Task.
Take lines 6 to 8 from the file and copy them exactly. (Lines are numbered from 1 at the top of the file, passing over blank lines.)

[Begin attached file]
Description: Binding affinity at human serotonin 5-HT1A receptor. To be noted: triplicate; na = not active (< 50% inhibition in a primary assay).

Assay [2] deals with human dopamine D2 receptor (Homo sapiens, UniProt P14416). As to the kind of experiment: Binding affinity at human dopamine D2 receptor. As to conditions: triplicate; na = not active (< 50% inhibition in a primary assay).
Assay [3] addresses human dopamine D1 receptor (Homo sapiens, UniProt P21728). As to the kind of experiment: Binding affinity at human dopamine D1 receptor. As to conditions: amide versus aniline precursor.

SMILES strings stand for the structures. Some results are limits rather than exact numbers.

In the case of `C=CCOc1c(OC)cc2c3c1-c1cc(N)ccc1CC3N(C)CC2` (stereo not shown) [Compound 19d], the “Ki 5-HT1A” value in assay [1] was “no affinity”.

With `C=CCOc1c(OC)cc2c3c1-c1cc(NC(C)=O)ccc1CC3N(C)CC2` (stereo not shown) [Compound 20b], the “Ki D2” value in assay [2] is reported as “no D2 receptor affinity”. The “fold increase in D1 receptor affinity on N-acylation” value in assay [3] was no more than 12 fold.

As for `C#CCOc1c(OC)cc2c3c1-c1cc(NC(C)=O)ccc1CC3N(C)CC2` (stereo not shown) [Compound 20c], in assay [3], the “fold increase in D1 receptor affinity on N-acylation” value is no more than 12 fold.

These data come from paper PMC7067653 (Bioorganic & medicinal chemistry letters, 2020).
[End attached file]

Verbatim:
With `C=CCOc1c(OC)cc2c3c1-c1cc(NC(C)=O)ccc1CC3N(C)CC2` (stereo not shown) [Compound 20b], the “Ki D2” value in assay [2] is reported as “no D2 receptor affinity”. The “fold increase in D1 receptor affinity on N-acylation” value in assay [3] was no more than 12 fold.

As for `C#CCOc1c(OC)cc2c3c1-c1cc(NC(C)=O)ccc1CC3N(C)CC2` (stereo not shown) [Compound 20c], in assay [3], the “fold increase in D1 receptor affinity on N-acylation” value is no more than 12 fold.

These data come from paper PMC7067653 (Bioorganic & medicinal chemistry letters, 2020).